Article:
Reading to Children and Language Development
Science sets it clear that a child’s brain is not born but built. The process of developing a child’s language begins at an earlier age when the mind is still growing. Research shows that the best thing that any parent can do to help a child acquire language and like learning is to read to them. According to Bus et al. (1995), reading to children is related to diverse literacy skills as well as cognitive gains. Their study indicated a positive effect on reading interventions on kids’ language development, phonological awareness, and vocabulary outcomes. They also established a positive association between reading to children, comprehension, as well as print concepts. As such, there is evidence that reading to children provides them with higher literary and cognitive outcomes. In other words, reading to children leads to higher vocabulary, learning knowledge, as well as cognitive abilities. Besides, reading to children could also lead to motivational as well as attitudinal benefits for them in later years. In essence, the desire to learn as opposed to the skills often determines if a child decides to read or not. This positive influence toward reading in kids affects their level of engagement and academic performance. It means that reading to children should begin at a tender age. When a child is born, its brain is not yet developed and will grow with time, mainly in the course of the first year. Reading to a toddler helps to improve the brain pathways and forms the basis for language development. According to Keller and Just (2009), when a toddler listens to someone reading, he or she experiences increasing brain activity in the language output areas as the child attempts to store the spoken words into his or her memory. Thus, this paper argues that reading to a child every day is beneficial for language development.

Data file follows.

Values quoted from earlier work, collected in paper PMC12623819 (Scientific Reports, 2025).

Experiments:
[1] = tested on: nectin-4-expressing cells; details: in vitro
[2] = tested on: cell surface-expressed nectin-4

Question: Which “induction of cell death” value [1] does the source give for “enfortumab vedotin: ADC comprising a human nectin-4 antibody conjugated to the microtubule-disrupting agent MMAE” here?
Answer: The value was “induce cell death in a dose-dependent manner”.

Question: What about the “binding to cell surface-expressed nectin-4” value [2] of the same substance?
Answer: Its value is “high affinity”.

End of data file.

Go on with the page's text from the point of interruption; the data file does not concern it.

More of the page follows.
A child’s language competence and development do not start when he or she enters school. According to Niklas, Cohrssen, and Tayler (2016), a child’s language development and literacy skills begin before formal education. They argue that children often become sensitive to words or speech from an early age. Besides, they say that parents and caregivers usually occupy vital spaces in children’s lives because they impact their learning. Since the interactions between parents and children appear more frequent and ongoing from birth, the home literacy setting gives an excellent context where children first develop literacy skills and language. Indeed, reading to children offers them the ability to get a sense of, explain, and take part in a world that surrounds them. Niklas, Cohrssen, and Tayler (2016) also say that the ability to read, with understanding, is the groundwork for success in children’s formal education. They hold that individuals who have higher literacy skills earn more income, have better works, have low stress, and enjoy excellent health. They similarly argue that a child’s oral linguistic competencies such as vocabularies develop from early learning practices. As such, a child’s capacity to know the language and use it expressively remains vital. As for Niklas, Cohrssen, and Tayler (2016), understanding the early phases of language growth and recognizing things that support children’s initial literacy experiences has a positive influence on their later language skills.